A bad carrot

As a small business, at one point or another, you inevitably will be offered a carrot. Whether you are starting out or have been established for a little while, there are people out there who can smell you desire to go to the next level with your business, so they offer to “help” you get there. Here’s a quoted example from an email where one such carrot was offered to me just recently:

Basically, I am developing a social media website and have tons of people that are waiting for me to launch.

Are you willing to help create aspx pages for me calling webservices controlled by my data architecture team?

Due to the potential growth, most of the individuals that are working this deal are working for stock..  Are you up for that kind of arrangement?   You wont have to quit your day job, but this will definitely lead to WAY MORE WORK…

Who knows, when I replied to him this way I may have walked away from a chance to make millions. I will keep you posted.

Thank you for the offer. Unfortunately I have been a part of a number of arrangements like the one you are proposing (stock for services) and none of them have worked out too well for me. So after the last one I decided that if I am going to work without getting paid it would be  on something I have a controlling interest in, or for charity.

Carrots can come in all forms. The promise to send you “Way more work” or “buy more product” . Stock offerings in a startup. A promise to refer lots of business to you if you do a good job. I could go on all day. Some carrot salesmen are better than others, and they package them in all sorts of ways. What they have in common is they are all after the same thing. They want to take advantage of you. They want you to work for free, or for a lot less than what you would normally charge. They want you to take a loss on selling something to them. Sometimes they want you to finish in half the time it should take to do the job properly. They basically always want you to go outside of  your business model. You setup your schedule and pricing based upon the time you need to spend and the profit margins you need, to achieve in order to stay in business and be successful. The minute someone compromises this, they aren’t helping take you to build your business, they are planting the explosives that will help it to implode. If you want to spend extra hours working on something, build something for yourself, not someone else.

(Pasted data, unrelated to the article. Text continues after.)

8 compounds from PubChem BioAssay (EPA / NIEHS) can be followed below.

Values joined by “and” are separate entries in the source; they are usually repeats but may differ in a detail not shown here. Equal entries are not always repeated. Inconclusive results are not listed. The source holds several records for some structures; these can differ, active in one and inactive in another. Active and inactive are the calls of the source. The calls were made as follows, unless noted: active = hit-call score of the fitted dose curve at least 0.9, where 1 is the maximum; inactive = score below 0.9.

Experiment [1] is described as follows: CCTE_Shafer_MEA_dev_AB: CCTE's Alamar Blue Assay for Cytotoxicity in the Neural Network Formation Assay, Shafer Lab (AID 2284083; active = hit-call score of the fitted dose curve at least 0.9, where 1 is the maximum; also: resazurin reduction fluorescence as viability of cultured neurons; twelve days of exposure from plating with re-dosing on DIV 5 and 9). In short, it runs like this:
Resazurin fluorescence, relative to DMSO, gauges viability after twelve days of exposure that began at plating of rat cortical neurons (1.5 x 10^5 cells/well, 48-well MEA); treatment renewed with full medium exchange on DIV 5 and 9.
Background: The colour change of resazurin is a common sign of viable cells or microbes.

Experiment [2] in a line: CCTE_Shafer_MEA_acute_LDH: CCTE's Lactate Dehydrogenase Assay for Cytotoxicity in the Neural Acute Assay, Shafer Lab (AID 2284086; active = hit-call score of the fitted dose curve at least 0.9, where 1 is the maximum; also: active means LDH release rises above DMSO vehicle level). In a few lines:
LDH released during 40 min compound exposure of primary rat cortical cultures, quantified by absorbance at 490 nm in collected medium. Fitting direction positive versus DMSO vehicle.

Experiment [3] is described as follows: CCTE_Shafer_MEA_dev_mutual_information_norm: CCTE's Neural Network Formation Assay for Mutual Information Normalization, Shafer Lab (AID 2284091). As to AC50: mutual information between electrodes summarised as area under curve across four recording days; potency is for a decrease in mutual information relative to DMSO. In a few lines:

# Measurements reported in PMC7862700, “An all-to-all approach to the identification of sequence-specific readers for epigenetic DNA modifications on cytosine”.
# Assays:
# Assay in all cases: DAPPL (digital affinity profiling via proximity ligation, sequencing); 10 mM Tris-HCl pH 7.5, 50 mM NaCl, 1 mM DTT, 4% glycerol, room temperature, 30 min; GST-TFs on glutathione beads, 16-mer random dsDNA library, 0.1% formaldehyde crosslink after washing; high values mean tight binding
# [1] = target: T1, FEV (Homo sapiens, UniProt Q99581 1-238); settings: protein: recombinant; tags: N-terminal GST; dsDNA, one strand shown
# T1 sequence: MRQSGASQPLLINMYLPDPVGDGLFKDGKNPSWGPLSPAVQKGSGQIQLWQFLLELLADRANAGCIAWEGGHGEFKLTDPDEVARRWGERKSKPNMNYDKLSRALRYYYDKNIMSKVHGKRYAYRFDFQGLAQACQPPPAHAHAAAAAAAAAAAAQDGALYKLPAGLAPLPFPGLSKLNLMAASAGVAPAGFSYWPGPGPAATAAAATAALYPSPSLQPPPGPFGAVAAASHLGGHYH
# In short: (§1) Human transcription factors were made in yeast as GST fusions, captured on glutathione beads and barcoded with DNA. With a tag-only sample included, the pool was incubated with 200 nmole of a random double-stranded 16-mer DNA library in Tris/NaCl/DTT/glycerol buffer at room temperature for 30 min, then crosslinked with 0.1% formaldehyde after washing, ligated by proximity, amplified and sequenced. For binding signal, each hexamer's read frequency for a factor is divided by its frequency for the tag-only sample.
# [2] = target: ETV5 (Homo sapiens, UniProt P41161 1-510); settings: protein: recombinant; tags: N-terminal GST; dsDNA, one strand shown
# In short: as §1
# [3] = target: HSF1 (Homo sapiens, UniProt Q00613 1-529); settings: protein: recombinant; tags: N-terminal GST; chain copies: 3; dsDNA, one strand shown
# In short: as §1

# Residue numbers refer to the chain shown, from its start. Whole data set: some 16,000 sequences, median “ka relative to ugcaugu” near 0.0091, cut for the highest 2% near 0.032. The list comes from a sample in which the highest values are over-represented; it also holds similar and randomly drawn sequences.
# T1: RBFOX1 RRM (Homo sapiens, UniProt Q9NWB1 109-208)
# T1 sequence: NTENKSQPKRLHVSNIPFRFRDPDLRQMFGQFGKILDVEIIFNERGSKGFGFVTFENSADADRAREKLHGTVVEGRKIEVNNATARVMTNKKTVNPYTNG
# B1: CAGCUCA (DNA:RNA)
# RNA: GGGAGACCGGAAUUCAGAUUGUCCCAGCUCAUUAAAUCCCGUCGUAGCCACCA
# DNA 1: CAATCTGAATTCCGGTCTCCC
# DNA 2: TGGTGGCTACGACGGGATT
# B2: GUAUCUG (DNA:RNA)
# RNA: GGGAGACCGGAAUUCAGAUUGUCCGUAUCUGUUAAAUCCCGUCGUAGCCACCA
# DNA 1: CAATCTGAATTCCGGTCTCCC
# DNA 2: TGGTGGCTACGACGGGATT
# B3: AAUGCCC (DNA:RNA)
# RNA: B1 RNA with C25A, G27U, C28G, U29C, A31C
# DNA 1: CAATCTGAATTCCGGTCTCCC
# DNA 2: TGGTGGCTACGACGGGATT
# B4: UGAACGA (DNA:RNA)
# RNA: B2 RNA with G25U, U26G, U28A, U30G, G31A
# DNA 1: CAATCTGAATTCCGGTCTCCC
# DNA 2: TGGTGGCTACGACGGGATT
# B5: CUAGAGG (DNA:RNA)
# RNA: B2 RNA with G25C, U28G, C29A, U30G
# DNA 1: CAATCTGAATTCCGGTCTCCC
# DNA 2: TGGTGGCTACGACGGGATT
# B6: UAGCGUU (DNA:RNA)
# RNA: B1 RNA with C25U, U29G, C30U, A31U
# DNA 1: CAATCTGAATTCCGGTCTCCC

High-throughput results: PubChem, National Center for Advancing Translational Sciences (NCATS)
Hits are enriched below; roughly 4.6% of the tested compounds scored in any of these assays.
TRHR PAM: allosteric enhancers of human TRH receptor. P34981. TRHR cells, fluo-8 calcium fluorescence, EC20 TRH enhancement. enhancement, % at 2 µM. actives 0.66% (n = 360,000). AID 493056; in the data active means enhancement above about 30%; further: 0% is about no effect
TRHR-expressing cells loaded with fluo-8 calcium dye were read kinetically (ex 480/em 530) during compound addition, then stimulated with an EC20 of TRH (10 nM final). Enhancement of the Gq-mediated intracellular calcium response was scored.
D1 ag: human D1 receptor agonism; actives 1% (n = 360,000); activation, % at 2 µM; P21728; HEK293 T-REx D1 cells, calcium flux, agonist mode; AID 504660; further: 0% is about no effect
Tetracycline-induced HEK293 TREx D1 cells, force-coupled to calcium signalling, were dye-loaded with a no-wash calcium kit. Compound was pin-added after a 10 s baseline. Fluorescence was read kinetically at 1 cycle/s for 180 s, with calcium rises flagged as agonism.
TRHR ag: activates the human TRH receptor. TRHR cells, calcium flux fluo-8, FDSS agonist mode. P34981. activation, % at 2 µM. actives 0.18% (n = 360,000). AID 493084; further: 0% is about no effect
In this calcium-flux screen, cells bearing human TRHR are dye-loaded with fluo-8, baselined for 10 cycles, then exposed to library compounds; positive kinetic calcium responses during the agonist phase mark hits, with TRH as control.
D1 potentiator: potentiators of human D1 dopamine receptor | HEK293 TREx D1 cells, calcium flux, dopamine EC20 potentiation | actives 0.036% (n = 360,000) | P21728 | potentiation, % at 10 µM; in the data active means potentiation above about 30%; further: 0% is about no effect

Carrots are poisonous. They aren’t good for you. If you see one, run faraway and do so as quickly as you can. Eve thought she needed to move away from the plan too. When the snake offered her the apple, she ate. I think it’s fair to say she regretted that decision.

Buying stuff for your business

When you start a business, if it is like most, you will need stuff to operate. Whether it be computers, desks, chairs, phones, coffee makers, you get the picture. If you want to increase your chances for success here are a few things you can do:

  1. Use what you already have – Chances are you already have a computer, you have a desk, you have a chair, you have a phone, and you have a coffee maker. Use what you can from what you already have to keep your expenses down. It might be inconvenient to share some of these items, but if you really believe in the business you are starting these sacrifices will be worth it.